My first move was as simple as it proved to be effective – I kicked off the ground, going straight up towards the cold woman. I didn’t know how exactly her power worked, but given the choice between taking out two of thirty juiced up normies (there were two that I could hit at once, just a few feet ahead of me) and one unknown metahuman… Well, I picked the popsicle.
I’d slowed down a lot, and no longer moved at super-sonic speeds; thus I could hear her try to shout something – or perhaps scream in horror – before I hit the railway from below. I reached out with my hands, grabbing the metal and tearing it in half right beneath her feet. Then I used both my momentum and my hands on the two halves of the railway to soar higher, tackling her.
Bones broke audibly, specifically those of her legs and she got all of a second of screaming in before my tail whipped up and wrapped around her throat, cutting it off. What most people don’t realise is that, if you do it right, choking someone out is a matter of a few seconds, tops.
I landed on the left side of the railway, letting her dangle off my tail, legs shattered, until she passed out – in plain sight of the mooks.
They didn’t take it well, at all. No less than eight of them leaped at me from below, but I’d been counting on that. I tossed the woman aside, to the far end of the railway, and went to work.
Reaching around me with both arms, one leg and my tail, I ripped huge chunks of the railway off and threw them at the four closest mooks. Before the projectiles were even halfway to their targets, I leapt off the railway, over the vats. I’d seen three enemies close together, and I flew straight at them. I couldn’t see their faces, but I could see their eyes through their masks – they widened in surprise at my high-velocity assault on them before they’d even gotten close.
Tough luck. You shouldn’t have taken this job, I thought as I gut-kicked the one in the middle with both feet. As he folded over, the air knocked out of him, the other two tried to grab me as they flew past – but I was faster; I grabbed each of them by their normal-sized heads, wrapping my hands around them, and pulled them down after me.
The one I’d kicked hit the ground with an impact that created an actual crater around him. Coming to a dead stop, I swung the other two head-first into the ground to his left and right.
All three went limp, but I didn’t waste any time – before their bodies had even fully touched the ground, I’d already kicked off towards five charging brutes.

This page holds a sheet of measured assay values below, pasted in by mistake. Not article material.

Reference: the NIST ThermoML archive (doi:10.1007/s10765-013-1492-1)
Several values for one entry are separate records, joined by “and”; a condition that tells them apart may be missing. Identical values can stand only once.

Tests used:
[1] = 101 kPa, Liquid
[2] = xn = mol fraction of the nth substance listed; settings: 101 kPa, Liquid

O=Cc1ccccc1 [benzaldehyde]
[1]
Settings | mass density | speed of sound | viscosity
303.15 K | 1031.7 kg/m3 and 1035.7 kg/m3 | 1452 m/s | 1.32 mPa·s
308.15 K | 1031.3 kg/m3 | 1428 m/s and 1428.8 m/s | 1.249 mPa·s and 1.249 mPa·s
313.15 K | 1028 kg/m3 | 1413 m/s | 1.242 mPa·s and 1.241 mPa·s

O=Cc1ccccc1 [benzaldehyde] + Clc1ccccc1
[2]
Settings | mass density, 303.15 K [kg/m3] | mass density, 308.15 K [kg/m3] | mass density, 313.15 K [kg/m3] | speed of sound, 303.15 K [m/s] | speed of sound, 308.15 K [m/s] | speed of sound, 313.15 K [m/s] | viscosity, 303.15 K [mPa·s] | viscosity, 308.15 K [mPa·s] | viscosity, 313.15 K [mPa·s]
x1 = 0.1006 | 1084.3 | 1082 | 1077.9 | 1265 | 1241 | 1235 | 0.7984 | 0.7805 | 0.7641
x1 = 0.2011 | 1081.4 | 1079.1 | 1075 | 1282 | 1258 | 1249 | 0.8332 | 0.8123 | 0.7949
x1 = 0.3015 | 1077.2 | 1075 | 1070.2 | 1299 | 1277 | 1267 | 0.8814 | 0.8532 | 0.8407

I slammed into their leader just as the chunks of rock and concrete from the hole I’d blown coming in hit the ground and I did not rip off his head, as quick a solution as that might’ve been.
I did, however, see my father come through a wall (without blowing it up. Negative points for the weak entrance) dragging Warren, Malphas and Volca through (he was stretching his role there, I was sure; still, such an ability could easily be explained as a capability kept secret for emergencies, so…) and I decided to let them in on the fun, so I slammed my forehead into the centre of the guy’s face, grabbed the mooks to his left and right and threw them right at the group.
Then I went to town on the two still standing and trying to tackle me.
The result was as hilariously one-sided as one could expect.
I don’t think that I broke their spines, but at the very least, they’d be in a lot of pain, for a long time, unless whatever they’d taken came with a lot of regeneration.
Warren, Malphas and Volca were getting ready to intercept the two I’d thrown at them and my father was running towards one of the metal vats. Seven enemies were down, two more about to get the shit kicked out of them. Leaving twenty-four targets.
I shouldn’t give the Ascendant too much time to do whatever it is that he’s doing, I reminded myself between seconds.
Twenty-two thugs left. They were gathering in one spot and seemed to be hefting weapons – I had to move fast.
Fortunately, moving fast is part of my power description.
There were twelve huge vats for water purification before it was fed into the city’s pipes. They were organised in four rows of three vats each, with the control room and the central access pipe on one side of the huge installation and my entry point pretty much on the opposite side. I was right in the middle of the vats, and the thugs were gathering behind the next row.
I don’t have much time – but I only need to scatter them, I realised and ran towards the gap between two vats. The sound of the rocks I’d blown into the facility impacting the floor reached me just as I reached twenty of the remaining thugs, who were busy picking up what seemed to be heavily customised rocket launchers.
Those were most likely no threat to me, or to Dad, but they could very well kill any of the others. Not that I would’ve let them pull off whatever they were aiming for anyway.